“It is challenging to work with so many international magazines. Bangladesh is not an internationally important country. I’ve met so many people who even don’t know where Bangladesh is. Magazines seem to only want photographs from Bangladesh when there are big floods or big disasters.”

Focus: Pablo Bartholomew

April 29, 2011 Leave a comment

Pablo Bartholomew has contributed greatly to photojournalism.

From the age of 19, he had won the first World Press Photo award for his work ‘Morphine Addicts in India’ (1975).

Even though he was quite young at the time, Bartholomew sees his as one of his greatest works, as he has a ‘fresh look’ and ‘less controlled‘ view of the world around him.

Since 1983, he has his works published in major news publications, such as Time, Newsweek, Paris Match and the Guardian.

Pablo Bartholomew had trained as a still photographer, in the cinema world, even in Bollywood. Bartholomew worked in those industries from the age of 15, as he was kicked out of school. So, Following what he had learnt from his father, he took his new found skills and improved them at the job.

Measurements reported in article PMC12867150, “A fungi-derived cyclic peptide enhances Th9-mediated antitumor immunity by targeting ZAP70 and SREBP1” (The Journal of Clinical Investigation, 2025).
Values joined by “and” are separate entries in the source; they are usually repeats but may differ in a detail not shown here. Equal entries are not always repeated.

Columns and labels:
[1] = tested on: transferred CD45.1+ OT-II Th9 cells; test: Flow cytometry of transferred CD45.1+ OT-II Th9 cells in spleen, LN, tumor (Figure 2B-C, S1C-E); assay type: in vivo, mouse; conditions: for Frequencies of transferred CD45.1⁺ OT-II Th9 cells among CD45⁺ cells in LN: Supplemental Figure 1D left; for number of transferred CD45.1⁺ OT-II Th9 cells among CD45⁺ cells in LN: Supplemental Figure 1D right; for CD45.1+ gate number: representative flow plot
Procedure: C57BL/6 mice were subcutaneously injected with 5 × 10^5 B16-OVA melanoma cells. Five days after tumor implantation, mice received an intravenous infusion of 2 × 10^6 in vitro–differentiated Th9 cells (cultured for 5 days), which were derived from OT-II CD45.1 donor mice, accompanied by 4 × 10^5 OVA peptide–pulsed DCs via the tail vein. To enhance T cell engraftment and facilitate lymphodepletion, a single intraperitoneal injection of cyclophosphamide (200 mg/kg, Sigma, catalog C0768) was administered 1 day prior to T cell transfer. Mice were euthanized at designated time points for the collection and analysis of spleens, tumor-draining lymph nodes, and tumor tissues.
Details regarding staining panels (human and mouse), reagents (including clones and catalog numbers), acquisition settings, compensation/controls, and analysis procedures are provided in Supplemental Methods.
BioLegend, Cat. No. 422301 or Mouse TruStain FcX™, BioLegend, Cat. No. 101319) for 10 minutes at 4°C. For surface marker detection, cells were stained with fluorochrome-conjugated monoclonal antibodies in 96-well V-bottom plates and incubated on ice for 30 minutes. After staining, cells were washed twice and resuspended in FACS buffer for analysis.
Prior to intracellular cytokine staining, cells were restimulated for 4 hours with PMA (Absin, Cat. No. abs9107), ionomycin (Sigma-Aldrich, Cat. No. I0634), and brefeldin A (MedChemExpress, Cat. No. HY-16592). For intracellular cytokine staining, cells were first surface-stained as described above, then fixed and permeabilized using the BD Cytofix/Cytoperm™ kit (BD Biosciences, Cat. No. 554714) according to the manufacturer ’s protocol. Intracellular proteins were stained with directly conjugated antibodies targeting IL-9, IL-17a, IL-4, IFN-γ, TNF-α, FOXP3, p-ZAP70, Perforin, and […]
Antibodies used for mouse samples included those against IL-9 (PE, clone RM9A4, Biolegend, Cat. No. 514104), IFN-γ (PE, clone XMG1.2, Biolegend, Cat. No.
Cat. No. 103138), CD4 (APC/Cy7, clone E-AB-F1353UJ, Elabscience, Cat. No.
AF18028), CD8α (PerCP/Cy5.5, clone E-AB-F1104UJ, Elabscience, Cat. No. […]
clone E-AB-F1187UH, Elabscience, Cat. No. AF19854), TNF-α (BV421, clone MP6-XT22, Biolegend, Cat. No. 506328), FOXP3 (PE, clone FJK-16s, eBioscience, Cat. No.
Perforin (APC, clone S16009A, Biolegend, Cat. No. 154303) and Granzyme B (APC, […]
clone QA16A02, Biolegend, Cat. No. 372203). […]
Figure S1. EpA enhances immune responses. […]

” There was a kind of mystery in seeing the images that been taken a few days before, of landscapes or of the family forming on paper as if by magic, i suppose the magic of photography was embedded from there”. 

To this day, Pablo Bartholomew works as a photojournalist as well as working on his photography databases at netphotograph. He divides all of this with the added stress of commercial commisions.

“I followed all the big Indian stories but, much to my agency’s horror and anger, i’d take off for three or four months to go to very remote area”.  I guess this is why he has captured what others haven’t set foot into.

Here, is a brief look into the world of Bartholomew.

Pablo Bartholomew interview

The Start of Photojournalism

April 27, 2011 Leave a comment

In every news story, the image is a key element to give visuals on what they are reading about. To emerge the audience into the story, where words can not.

But pictures and photographs were not corporated into journalism at all. It was all about the written words. For example, The old established Times had pages covered in small fonted words, hardly without space.

It was not until Henri Cartier-Bresson, a French  painter who changed his interests to photography, who is considered to be the father of modern photojournalism.

Henri Cartier- Bresson had sought moments which he considered ‘decisive’ and captured them with his camera. One of those moments were ‘Military Appraisal at Moscow Trolley Stop’ (1954).

Behind this picture, Cartier-Bresson was preparing for a book record in Moscow, of the daily life of its population and this image contains many evidence. For instance, wires over the sky, and soldiers patrolling on the streets of a Soviet nation, with high polished boots and hats. Everything is uniformed and seems well engineered. This is what Lenin had wanted in the first place, to be the ‘engineer of souls’.

For more pictures, the Times website has a full photo essay on his works.